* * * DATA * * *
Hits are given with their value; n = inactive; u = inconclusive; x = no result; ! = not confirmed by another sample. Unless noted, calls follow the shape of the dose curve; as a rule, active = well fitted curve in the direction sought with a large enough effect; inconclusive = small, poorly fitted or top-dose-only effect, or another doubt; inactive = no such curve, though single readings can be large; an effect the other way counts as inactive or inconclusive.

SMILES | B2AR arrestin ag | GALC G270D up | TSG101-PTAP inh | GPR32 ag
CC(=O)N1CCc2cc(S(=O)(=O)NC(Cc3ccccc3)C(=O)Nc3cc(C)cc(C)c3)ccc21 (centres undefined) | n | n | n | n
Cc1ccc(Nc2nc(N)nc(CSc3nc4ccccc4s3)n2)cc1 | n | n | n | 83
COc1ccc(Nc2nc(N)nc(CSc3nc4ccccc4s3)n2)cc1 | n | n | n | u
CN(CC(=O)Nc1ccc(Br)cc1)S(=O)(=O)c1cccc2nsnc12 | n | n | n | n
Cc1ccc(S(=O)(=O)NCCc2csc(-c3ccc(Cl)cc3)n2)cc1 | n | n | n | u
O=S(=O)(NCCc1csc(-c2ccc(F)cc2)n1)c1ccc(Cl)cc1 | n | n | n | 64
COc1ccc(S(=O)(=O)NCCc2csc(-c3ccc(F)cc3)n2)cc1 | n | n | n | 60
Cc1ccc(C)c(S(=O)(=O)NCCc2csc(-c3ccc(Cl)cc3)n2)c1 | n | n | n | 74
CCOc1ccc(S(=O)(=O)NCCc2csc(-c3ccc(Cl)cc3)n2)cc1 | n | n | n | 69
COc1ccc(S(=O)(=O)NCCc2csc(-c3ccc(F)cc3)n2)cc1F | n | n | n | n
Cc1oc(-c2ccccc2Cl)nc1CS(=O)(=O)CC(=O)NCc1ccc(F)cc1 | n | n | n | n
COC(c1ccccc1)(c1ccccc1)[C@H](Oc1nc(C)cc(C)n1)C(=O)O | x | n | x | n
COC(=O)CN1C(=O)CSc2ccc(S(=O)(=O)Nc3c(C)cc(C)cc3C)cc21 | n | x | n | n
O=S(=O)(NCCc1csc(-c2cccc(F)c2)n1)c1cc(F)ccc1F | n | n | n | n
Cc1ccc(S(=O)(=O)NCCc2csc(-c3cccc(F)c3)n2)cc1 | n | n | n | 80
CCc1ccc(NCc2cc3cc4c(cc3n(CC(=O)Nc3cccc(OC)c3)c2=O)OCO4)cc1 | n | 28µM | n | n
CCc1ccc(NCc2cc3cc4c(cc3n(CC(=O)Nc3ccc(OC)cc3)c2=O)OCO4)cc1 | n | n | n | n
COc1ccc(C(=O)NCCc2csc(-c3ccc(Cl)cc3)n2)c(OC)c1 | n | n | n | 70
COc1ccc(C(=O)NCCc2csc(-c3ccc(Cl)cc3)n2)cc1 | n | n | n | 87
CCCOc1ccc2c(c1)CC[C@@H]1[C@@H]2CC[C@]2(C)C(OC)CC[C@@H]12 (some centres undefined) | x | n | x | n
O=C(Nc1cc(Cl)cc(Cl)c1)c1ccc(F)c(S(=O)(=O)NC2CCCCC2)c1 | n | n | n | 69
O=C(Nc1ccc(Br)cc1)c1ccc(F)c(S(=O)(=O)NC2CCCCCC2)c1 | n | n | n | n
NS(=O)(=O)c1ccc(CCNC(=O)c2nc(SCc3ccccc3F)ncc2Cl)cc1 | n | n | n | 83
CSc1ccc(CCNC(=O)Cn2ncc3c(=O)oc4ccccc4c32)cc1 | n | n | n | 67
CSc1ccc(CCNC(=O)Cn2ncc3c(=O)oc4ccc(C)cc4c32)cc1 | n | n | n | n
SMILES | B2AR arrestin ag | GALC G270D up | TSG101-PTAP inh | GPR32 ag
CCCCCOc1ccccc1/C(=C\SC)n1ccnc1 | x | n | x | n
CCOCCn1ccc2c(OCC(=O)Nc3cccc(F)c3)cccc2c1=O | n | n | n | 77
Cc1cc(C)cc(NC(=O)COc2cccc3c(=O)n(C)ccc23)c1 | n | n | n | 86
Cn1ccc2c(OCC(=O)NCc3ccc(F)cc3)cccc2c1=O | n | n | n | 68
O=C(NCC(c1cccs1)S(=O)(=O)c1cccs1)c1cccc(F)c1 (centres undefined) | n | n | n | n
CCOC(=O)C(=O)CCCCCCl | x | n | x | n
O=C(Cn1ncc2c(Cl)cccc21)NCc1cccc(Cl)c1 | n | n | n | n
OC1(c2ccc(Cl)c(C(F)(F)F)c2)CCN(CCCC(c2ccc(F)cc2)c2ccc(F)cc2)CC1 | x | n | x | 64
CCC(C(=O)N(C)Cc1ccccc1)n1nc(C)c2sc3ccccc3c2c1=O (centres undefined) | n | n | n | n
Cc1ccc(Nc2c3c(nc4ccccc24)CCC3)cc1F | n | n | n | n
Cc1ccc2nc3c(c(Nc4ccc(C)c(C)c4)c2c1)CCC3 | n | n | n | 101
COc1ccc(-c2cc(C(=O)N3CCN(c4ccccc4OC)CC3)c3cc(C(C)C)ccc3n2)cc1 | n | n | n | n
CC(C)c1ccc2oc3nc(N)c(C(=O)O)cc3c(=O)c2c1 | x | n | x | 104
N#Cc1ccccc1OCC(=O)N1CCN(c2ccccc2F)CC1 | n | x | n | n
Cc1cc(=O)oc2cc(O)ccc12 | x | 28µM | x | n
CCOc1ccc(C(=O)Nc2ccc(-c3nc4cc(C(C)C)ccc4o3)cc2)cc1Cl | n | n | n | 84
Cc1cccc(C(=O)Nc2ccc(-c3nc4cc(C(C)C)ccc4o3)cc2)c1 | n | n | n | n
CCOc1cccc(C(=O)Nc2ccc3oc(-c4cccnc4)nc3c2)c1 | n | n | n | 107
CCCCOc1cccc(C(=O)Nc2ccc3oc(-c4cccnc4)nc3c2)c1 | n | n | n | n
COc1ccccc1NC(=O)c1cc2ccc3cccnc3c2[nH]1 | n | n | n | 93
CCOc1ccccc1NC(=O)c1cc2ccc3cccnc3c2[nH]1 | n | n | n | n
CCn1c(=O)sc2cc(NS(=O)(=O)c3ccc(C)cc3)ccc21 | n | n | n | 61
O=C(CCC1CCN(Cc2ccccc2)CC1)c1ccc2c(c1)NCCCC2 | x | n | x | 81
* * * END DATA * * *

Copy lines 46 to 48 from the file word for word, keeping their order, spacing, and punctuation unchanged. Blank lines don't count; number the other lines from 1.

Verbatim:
CCOc1cccc(C(=O)Nc2ccc3oc(-c4cccnc4)nc3c2)c1 | n | n | n | 107
CCCCOc1cccc(C(=O)Nc2ccc3oc(-c4cccnc4)nc3c2)c1 | n | n | n | n
COc1ccccc1NC(=O)c1cc2ccc3cccnc3c2[nH]1 | n | n | n | 93